Born: 19 July, 1931, Walmer, Kent. Died: 25 November, 2015, Emsworth, Hampshire, aged 84.
Beth Rogan was queuing to get into Wimbledon when a balding stranger came out of the ground and asked if she was a film star. She was a student at the local art school. He claimed he was a film producer and gave her contact details for the person in charge of signing actors at Rank film studios, along with the Centre Court ticket he no longer needed.
Within a few weeks she had a contract with Rank, Britain’s leading film production company, and with it entrée to a whole new world.
Rogan never quite managed to become a top-line star, but she relished the hedonistic celebrity lifestyle and she had a credible claim to being the inspiration for Julie Christie’s character in the classic 1965 film Darling. It was produced by Joseph Janni, the stranger she met while queuing at Wimbledon.
An undoubted beauty, with a definite joie de vivre, Rogan married not one, but two English aristocrats – her second and third husbands.
Her second husband was the Honourable Tony Samuel, a rather eccentric scion of the family that founded the Shell oil company. They split their time between a home in London and the sprawling Arndilly estate in Morayshire, though Rogan preferred sunning herself on the French Riviera to shooting grouse in Scotland.
The daughter of a Royal Marines officer, she was born Jenifer Puckle in Walmer in Kent in 1931. She briefly taught Latin at a boys prep school, attended Wimbledon School of Art and worked both as an illustrator and model. She married one of her teachers Ted Draper, ostensibly to get away from her family.
But she soon got bored with marriage and suburbia and she jumped at the opportunities afforded by her chance meetings with Joseph Janni and with Carlo Riccono, a globe-trotting Italian journalist who she also met at Wimbledon and with whom she began an affair.
In the second half of the 1950s she began appearing in small roles in Rank films, including Doctor at Large, with Dirk Bogarde, who became a close friend and suggested the stage name Beth Rogan, though her friends always knew her as Jeni.
At Rank, Rogan got to know studio publicist Jeanne Hunter, who persuaded her that her life was sufficiently colourful to turn into a book. “She was an original wild child,” said Hunter. They sailed to the Italian island of Ischia and worked on the book every day until they had 300 pages. In between sessions on the book Rogan was courted by Tony Samuel.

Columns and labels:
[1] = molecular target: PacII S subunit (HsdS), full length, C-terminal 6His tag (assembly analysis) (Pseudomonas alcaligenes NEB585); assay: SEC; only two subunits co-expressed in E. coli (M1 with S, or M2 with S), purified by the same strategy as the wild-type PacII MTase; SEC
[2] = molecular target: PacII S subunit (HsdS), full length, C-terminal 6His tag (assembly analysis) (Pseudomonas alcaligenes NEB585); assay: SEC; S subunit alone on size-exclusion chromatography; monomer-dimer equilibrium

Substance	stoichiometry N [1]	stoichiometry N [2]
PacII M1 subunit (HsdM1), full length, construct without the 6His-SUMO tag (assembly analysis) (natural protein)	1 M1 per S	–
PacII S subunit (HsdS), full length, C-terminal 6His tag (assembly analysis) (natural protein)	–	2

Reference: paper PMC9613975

Hunter left to finalise arrangements for a move to New York and the next thing she knew Rogan had married Samuel, and, much to Hunter’s consternation, had given their manuscript to Janni.
According to both Hunter and Rogan, the manuscript, Rogan’s lifestory, provided the inspiration for Darling, the Oscar-winning film scripted by Frederic Raphael and directed by John Schlesinger. Julie Christie played a young model, who is married, but bored, and her life changes after she is approached in the street by a journalist, played by Dirk Bogarde.
Hunter said: “She felt she owed Joe Janni… Trying to compensate for giving away our work, she and Tony brought me a puppy from Harrods. It was snow-filled winter and their plane was diverted to Boston. They had to ride a Greyhound bus to Manhattan and we got a middle-of-the-night call from the august Carlyle Hotel to tell us to come pick up the puppy as animals were not allowed.”
On another occasion Rogan turned up at Hunter’s home in Florida with a broken leg, sustained while sledging with the British Winter Olympics team. They flew to Barbados, borrowed the national team’s polo ponies and rode them through the sugar cane, even though Rogan had one leg in plaster.
After leaving Rank, Rogan appeared in the 1961 Jules Verne adventure Mysterious Island, playing a castaway in a fetching home-made buckskin outfit. She is terrorised by giant bees and a particularly nasty hen, animated by the legendary Ray Harryhausen.
She put her film career on hold while married to Samuel, but the marriage lasted only a few years. Samuel was much older and reputedly confided to one friend: “I always knew Jeni would have lovers, but I hoped I might be one of them.”
After their marriage collapsed, Rogan made one final film in the late 1960s. Having conquered English high society, she managed to break into the Rat Pack with Salt and Pepper, a crime caper with Peter Lawford and Sammy Davis Jr, who became a friend and introduced her to Noel Coward.
In 1971 Rogan got married for a third time, to Sir Timothy Cassel, part of a distinguished legal family and at that time heir to the Cassel baronetcy. Cassel was 11 years her junior. He had arrived at a party with a debutant, but left with Rogan. “She was absolutely wonderful,” he said, “until we married, and then the magic went.” Again the marriage lasted only a few years, though they had two children, Natalia, a communications director, and Alexander, a solicitor.
In the 1950s and early 1960s, Rogan had regularly appeared in movies and publicity shots in skimpy outfits, bathing costumes and bikinis and she was still wearing bikinis to the beach in her mid-seventies – when she was not going topless.
Latterly she spent her time gardening, painting and socialising. Hunter last saw her about ten years ago when Rogan reminisced about old times while smoking cannabis and knocking back the brandy. They talked about a sequel to Darling and Hunter wrote some early pages, but that was as far as it went.
After her death, Rogan’s children discovered a crop of cannabis drying in her airing cupboard. She died of a heart attack at home, sitting in her favourite chair, after a long lunch with an old friend.